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21 Ways to Boost Your Personal Creativity

All too often, entrepreneurs get caught in the cycle of trying to be creative when they're too tired to think. Here's how to get those juices flowing and reconnect with yourself.
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The early stages of a new company are full of creativity.

Nothing has been built yet, so you get to spend months dreaming up every part of your business, including the brand and culture. Since this is often done with a small group of people, the experience is truly exhilarating. You come home from the office unable to sleep out of pure excitement.

But somewhere along the way, creating can be replaced with having to execute. You spend most of your time working on random to-do lists and end up waiting until the end of the day--the time when you're most exhausted--to think creatively, which just doesn't work.

To do your best work, you need to stay fresh, energetic, and creative the whole journey. Building great companies is a marathon, not a sprint, and it takes time. With this in mind, here are 21 ways to maintain or boost your personal creativity.

1. Don't email in bed.

Don't make email the first thing you do in the morning or the last thing you do before bedtime. It's like tackling a massive to-do list, because the minute you see it, you'll start thinking about all the things that you need get done. You're not as busy as you think you are.

2. Don't take meetings before lunch.

Your most creative time is usually between 9 a.m. and noon, so don't waste it in random meetings. Keep this precious time to yourself.

3. Explore your city with a camera.

Even if you aren't a photographer, listening to music and exploring your city with a camera can be a fantastic way to observe the energy and culture around you.

4. Write.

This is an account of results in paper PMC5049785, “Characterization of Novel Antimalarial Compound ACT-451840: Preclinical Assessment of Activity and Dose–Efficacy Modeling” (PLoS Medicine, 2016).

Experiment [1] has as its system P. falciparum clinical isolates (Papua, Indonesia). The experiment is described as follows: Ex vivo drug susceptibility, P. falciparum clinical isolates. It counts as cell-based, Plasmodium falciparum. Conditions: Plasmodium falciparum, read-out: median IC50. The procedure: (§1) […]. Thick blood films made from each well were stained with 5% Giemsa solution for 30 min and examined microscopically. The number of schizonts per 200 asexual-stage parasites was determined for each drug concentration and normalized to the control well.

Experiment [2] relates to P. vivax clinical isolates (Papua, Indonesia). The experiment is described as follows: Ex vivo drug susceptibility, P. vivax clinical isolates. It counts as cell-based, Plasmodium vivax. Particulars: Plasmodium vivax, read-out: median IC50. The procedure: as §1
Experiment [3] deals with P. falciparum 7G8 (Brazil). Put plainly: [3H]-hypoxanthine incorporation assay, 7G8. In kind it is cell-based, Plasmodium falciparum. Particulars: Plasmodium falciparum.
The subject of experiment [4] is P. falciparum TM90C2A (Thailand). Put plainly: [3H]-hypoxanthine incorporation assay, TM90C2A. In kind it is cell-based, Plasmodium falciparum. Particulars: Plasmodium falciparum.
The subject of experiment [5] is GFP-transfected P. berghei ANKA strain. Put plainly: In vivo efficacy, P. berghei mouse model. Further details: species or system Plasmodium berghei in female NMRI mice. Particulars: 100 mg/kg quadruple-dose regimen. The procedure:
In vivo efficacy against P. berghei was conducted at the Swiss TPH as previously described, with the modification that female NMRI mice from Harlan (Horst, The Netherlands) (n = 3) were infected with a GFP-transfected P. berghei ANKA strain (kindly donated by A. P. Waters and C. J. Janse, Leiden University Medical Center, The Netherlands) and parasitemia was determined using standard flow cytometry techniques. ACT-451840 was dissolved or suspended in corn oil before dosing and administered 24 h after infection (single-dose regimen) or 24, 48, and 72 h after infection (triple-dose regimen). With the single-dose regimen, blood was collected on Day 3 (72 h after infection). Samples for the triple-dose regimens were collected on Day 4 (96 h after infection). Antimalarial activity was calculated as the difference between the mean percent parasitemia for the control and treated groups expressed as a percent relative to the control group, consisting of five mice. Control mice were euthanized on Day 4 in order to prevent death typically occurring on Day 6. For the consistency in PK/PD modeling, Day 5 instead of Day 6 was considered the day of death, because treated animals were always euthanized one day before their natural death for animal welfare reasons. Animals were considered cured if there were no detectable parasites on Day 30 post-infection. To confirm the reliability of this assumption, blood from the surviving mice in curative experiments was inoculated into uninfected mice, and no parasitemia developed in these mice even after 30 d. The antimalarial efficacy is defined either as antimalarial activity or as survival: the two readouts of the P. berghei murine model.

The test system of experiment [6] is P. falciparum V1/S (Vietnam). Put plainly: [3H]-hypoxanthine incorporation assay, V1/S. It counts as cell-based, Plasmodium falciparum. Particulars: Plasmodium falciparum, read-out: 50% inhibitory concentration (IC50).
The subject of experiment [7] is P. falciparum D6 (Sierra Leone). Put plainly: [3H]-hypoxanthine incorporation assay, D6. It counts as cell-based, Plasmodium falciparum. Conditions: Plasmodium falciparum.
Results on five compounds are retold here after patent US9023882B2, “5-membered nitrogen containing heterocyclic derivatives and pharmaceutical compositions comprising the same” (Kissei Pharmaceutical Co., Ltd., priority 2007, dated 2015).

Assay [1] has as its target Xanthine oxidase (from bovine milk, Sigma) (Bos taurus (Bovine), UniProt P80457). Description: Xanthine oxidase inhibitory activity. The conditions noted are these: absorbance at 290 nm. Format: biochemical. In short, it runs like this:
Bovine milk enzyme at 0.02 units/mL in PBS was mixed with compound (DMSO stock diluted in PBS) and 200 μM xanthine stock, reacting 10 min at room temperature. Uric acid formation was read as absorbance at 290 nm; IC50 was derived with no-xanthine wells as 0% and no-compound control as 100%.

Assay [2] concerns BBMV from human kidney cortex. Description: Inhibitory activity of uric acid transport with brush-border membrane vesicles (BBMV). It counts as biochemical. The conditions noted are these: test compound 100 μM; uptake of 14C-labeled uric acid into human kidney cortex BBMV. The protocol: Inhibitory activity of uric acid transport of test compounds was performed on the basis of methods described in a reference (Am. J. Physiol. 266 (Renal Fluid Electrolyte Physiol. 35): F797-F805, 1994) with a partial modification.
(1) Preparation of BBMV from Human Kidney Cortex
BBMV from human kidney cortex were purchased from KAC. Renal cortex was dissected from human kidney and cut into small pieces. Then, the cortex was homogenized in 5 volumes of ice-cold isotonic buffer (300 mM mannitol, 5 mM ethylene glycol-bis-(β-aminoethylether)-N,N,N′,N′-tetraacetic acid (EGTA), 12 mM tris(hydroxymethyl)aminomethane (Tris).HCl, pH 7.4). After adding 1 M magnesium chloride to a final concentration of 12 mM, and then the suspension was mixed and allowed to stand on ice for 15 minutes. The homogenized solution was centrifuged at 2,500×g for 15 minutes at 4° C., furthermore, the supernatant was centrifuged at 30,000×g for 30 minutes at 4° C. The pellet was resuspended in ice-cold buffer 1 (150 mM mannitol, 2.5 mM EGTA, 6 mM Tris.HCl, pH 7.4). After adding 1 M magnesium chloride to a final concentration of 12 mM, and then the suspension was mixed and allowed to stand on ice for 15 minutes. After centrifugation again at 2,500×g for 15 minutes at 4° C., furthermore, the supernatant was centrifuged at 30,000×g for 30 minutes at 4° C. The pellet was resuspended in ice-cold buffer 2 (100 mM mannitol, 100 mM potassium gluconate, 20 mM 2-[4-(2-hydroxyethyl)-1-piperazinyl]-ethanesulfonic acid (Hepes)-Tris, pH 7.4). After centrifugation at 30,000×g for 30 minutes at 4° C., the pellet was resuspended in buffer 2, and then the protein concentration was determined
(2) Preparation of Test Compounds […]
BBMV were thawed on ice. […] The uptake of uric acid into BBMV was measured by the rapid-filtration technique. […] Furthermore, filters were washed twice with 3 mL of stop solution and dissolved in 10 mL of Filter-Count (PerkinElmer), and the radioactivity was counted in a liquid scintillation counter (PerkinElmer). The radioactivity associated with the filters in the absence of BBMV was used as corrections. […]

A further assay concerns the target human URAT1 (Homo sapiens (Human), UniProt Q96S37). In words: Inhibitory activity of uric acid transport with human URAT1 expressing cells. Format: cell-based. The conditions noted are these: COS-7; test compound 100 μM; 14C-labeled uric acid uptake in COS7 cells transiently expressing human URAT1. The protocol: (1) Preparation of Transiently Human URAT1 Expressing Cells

Whether you publish your musings or not, writing about your feelings and experiences is a refreshing way to reconnect with yourself.

5. Take a class.

Learning something new that has nothing to do with work can be fun, especially if it forces you outside your comfort zone. Signing up for an improv comedy class was terrifying for me, but it wound up being one of the most rewarding classes I've ever taken.

6. Cook.

Picking a recipe, buying the right ingredients, and experimenting with them can be a relaxing way to take your mind off of work. Cooking taps into all your senses and the end product will give you confidence to try other things.

7. Travel.

Don't get trapped into thinking you can't leave the office. If your company can't survive without you, there's a much bigger problem at hand.

8. Take a long lunch.

Try spending 11 a.m. to 2 p.m. with your significant other or other people you care about. It will feel a bit awkward at first, but after a few times, you'll begin to realize that you have the freedom to work wherever you want, whenever you want.

9. Curb the coffee.

Caffeine can be a helpful stimulant when you're groggy, but after a few cups it can have the opposite effect. If you're still tired, try getting more sleep.